My encounter with dating a genderspecial person resulted in me ignoring my intuition, my gut, my discomfort, so that I could be the good compliant non argumentative woman and partner. I have been minimalizing my own fucking awful experiences for ages now, with no one to talk to about this, because I am afraid of being dismissed, afraid of him being considered an “exception in the trans community”. Worse, I told myself a lot that it’s not that bad, others have had way worse sexual encounters so who am I to complain.
Jon did not understand that not matter how much he asserted he was not a man, his life went on as though he was. People treated him like he was. My fearful responses to so many things he said and did were a response to being afraid of men, which I did not recognize at the time, as many woman are raised to not recognize power dynamics and men are raised to ignore them. He benefited from being a man.
And he has no. fucking. idea. I sit here typing this out, trying to make sense of this, and he’s a-ok. Jon is fine.
And I don’t think I was much else for this trans/intersex/however-he-identified person other than a hole. He could blither on about feminist rhetoric all he wanted to and then in the same breath ask for sympathy for his porn addiction I really didn’t want to hear about.
And I remember thinking that I was a bad person. Women are always to blame. I blamed myself. Where was my voice?
It was muffled by female fear of men, in ordinance with female subjugation. And it must still be, because pressing the “post” button on this page has me scared.
powerful stuff. thanks for sharing it.
Yuri Kochiyama is my activist role model because she specifically cared about and showed up for black, Latino, and Native American communities. Asian oppression was not her main focus with other oppression coming in second; her primary goal was dismantling white supremacy and she understood that fighting for ALL people of color was crucial in achieving that goal.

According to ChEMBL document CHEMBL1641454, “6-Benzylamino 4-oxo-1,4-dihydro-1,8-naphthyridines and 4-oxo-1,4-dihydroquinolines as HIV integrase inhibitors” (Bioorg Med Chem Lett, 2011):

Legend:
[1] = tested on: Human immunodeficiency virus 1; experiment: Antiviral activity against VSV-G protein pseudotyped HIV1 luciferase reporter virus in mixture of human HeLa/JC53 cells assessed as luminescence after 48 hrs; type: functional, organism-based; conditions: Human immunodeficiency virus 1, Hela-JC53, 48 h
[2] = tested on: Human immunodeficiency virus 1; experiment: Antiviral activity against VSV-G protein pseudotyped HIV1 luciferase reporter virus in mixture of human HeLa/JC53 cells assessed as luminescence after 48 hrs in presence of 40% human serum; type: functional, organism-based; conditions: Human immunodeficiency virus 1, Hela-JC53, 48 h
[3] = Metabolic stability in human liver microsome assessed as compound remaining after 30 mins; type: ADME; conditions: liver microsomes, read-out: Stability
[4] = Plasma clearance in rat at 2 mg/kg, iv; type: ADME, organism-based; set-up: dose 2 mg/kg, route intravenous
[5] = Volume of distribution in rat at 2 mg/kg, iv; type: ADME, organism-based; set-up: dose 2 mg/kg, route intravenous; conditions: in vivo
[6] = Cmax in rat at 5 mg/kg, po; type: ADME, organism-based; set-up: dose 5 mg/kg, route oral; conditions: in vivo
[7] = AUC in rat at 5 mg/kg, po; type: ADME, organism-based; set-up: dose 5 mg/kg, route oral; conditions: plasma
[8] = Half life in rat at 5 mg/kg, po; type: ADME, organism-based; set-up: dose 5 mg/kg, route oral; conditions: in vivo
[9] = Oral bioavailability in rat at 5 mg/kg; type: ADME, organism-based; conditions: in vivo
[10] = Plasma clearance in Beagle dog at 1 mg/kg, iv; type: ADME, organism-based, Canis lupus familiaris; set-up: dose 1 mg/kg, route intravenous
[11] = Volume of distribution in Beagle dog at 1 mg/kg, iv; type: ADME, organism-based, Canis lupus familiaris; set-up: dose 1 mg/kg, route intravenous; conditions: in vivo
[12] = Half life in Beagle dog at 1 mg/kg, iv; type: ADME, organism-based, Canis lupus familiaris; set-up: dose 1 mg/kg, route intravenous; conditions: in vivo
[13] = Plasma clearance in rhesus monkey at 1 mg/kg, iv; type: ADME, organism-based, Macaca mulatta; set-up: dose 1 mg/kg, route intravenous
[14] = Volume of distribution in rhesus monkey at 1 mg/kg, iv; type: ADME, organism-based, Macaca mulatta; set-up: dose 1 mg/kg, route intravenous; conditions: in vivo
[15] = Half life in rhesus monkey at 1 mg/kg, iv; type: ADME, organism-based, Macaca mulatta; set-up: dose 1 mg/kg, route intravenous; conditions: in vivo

I am a pinay feminist but I cannot have my feminism be exclusively Asian. I have to be here for all of us and part of that is the acknowledgment of anti-blackness and shadeism in my community that needs to be eradicated. Antiblackness is a crucial component, if not the true heart of white supremacy, and if we don’t make the dismantling of that a priority in our feminism, we are operating on exclusivity and success at the expense of black people. We need to stop appropriating, stop aligning ourselves superficially, and for fuck’s sake, WE NEED TO STOP USING THE N WORD BECAUSE IT IS NOT OURS. We cannot claim to be activists if we willingly remain ignorant.Discussion of oppression should not just cover intersectionality of individual identity, it should be about solidarity across communities.
including the following: East Asian, Southeast Asian, South Asian, and West Asian/Middle East, the indigenous people of North Asia/Russia, and mixed race Asians
Like/reblog this post if you are a fellow feminist of Asian descent, no matter where you currently reside, so that I can follow you ^^
(I’m Korean, living in America.)